Waiting is not popular. In fact, most people consider waiting a waste of time. Perhaps this is because the culture in which we live is basically saying, “Get going! Do something! Show you are able to make a difference! Don’t just sit there and wait!” For many people, waiting is an awful desert between where they are and where they want to go. And people do not like such a place.  

But there is none of this passivity in Scripture. Those who are waiting are waiting very actively. They know that what they are waiting for is growing from the ground on which they are standing. That’s the secret. The secret of waiting is the faith that the seed has been planted, that something has begun. Active waiting means to be present fully to the moment, in the conviction that something is happening. A waiting person is a patient person. The word “patience” means the willingness to stay where we are and life the situation out to the full in the belief that something hidden there will manifest itself to us. Impatient people are always expecting the real thing to happen somewhere else and therefore want to go elsewhere. The moment is empty. But patient people dare to stay where they are. Patient living means to live actively in the present and wait there. That, indeed, is a very radical stance toward life in a world preoccupied with control.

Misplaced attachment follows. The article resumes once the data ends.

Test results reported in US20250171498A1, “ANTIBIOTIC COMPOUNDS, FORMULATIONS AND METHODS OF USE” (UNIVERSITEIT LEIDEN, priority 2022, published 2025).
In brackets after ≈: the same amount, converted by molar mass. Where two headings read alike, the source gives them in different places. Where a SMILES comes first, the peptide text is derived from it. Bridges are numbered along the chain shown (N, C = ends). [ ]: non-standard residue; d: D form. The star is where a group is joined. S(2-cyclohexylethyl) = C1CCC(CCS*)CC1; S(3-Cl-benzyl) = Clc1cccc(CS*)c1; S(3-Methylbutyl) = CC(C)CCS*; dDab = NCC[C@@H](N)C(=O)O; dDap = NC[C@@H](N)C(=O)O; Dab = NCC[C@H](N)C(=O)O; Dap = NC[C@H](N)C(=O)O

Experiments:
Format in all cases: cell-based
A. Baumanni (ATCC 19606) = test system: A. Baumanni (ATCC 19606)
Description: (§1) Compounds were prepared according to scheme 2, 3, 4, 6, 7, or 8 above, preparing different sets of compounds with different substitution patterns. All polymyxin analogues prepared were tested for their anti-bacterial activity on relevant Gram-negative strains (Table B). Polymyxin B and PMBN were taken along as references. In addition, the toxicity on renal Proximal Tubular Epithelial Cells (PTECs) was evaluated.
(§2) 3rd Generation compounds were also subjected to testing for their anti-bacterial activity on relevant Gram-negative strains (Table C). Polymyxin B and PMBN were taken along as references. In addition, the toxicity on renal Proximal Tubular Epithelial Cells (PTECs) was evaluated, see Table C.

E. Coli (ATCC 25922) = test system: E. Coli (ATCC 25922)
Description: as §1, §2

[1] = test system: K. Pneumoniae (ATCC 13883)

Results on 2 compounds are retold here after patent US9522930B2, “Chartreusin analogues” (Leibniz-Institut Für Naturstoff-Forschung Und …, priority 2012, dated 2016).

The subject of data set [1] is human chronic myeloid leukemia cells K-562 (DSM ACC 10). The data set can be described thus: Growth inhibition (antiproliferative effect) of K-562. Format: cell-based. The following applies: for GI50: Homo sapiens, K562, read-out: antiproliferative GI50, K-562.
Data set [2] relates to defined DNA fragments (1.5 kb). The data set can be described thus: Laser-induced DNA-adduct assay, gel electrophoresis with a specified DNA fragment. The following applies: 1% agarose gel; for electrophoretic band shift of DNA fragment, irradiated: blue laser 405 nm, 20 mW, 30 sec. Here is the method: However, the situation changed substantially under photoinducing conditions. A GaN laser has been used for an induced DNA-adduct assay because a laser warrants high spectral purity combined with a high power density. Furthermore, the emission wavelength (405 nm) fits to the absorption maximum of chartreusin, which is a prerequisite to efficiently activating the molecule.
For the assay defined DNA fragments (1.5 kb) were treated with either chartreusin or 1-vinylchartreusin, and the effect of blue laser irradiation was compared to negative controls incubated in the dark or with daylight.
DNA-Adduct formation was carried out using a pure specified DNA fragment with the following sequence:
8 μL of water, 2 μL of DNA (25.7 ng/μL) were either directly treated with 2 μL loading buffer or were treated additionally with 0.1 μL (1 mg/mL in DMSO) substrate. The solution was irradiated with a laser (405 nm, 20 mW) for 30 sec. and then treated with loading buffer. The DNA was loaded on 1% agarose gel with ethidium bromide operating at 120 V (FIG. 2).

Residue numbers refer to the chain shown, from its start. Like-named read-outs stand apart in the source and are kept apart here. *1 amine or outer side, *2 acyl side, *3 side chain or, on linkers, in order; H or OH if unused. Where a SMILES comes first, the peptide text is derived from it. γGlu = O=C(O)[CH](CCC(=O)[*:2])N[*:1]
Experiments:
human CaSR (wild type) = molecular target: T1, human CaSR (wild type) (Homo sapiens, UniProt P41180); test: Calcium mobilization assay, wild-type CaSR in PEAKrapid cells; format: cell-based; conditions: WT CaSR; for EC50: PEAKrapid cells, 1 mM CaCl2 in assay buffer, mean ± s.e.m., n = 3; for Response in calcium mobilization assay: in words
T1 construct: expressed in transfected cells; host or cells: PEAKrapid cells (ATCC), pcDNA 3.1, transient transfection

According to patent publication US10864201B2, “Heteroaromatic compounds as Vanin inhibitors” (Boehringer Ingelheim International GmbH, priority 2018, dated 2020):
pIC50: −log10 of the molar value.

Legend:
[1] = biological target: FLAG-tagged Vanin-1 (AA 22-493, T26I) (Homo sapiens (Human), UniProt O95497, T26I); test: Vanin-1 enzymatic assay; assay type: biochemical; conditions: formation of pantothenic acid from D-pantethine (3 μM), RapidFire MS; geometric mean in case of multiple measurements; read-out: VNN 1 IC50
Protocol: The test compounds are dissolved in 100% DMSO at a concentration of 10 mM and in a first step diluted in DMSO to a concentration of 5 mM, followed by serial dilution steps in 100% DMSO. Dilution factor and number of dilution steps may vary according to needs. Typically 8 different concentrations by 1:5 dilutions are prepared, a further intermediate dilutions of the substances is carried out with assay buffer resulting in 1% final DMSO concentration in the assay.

Henri Nouwen, A Spirituality of Waiting

Creating space in our lives

Today is Ash Wednesday, the start of the season of Lent in the Christian Calendar. It begins a time of reflection, of creating more space in our lives. Traditionally this meant giving up some things to create more focus, dropping our own narrative for a while to have space for  other concerns. A season like this leads us to reflect on the priorities in our lives and challenges us to have the confidence to stop, to be just with ourselves, and to be content with what is there. To notice that we often have a need to distract and reassure ourselves with our plans, our projects, our reminders that we are needed.

In Lent we are encouraged to simplify things. Like the times we are on retreat, when we keep an exterior silence in order to look at our interior chatter, we are asked to reflect on nurturing our inner lives, to see if we are living with direction and with a real purpose.  We can get tired of  always running in our lives, or the way that we can fill our time with distractions such as going online, TV  and other forms of chatter. So even if we are not Christian we can find ways to create some space,  to create some distance from our concerns, to be silent, or maybe to listen to others more than speaking.  Silence has always been part of the world religions and wisdom traditions, as in the life of the Desert Fathers who simplified distractions in order to see what was really important.